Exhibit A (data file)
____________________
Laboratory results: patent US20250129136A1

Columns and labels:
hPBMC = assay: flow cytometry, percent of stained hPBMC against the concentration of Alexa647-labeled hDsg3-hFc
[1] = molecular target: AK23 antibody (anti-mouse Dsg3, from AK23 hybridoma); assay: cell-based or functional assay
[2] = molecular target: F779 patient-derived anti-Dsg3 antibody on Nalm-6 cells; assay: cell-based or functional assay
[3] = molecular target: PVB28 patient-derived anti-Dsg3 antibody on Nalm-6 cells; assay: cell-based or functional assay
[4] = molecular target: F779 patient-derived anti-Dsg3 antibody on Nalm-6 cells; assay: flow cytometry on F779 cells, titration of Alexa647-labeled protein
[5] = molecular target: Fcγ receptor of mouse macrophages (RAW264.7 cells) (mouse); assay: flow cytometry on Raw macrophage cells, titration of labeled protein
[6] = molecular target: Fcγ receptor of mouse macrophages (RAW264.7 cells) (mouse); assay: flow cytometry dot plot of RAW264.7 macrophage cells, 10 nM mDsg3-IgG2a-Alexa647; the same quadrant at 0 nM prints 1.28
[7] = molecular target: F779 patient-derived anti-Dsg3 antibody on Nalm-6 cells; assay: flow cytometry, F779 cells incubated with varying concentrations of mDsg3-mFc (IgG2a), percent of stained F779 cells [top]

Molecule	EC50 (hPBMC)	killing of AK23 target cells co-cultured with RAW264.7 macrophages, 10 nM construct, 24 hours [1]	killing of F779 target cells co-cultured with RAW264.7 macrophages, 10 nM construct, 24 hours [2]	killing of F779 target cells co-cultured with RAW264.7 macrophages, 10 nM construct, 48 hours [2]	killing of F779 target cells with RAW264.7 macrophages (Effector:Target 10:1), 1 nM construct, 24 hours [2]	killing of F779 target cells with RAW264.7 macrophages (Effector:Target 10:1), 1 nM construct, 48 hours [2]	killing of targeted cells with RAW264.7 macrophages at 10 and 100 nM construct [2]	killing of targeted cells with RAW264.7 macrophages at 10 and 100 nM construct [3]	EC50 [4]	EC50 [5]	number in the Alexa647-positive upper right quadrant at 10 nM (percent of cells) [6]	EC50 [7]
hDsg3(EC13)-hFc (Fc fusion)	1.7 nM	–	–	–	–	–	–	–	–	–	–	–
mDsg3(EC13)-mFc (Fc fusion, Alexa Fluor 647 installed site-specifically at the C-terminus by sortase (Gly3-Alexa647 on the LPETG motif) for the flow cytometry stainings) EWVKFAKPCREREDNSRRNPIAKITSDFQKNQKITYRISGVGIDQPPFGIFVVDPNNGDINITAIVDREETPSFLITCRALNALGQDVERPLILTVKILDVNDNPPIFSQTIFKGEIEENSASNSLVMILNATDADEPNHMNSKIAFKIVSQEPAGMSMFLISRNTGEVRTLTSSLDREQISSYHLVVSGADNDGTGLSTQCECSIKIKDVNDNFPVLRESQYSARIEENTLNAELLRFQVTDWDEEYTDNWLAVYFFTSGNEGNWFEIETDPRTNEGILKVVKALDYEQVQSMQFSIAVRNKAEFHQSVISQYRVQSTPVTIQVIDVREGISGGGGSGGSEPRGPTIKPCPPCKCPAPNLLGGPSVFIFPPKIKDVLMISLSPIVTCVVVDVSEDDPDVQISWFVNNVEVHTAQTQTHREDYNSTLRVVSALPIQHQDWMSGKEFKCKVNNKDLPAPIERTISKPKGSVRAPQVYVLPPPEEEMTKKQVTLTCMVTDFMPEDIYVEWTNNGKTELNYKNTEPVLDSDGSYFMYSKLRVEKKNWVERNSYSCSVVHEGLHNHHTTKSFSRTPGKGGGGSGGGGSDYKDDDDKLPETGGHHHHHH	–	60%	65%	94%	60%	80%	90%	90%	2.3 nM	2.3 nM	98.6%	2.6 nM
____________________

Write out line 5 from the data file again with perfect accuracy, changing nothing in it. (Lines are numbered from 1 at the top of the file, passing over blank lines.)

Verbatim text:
[2] = molecular target: F779 patient-derived anti-Dsg3 antibody on Nalm-6 cells; assay: cell-based or functional assay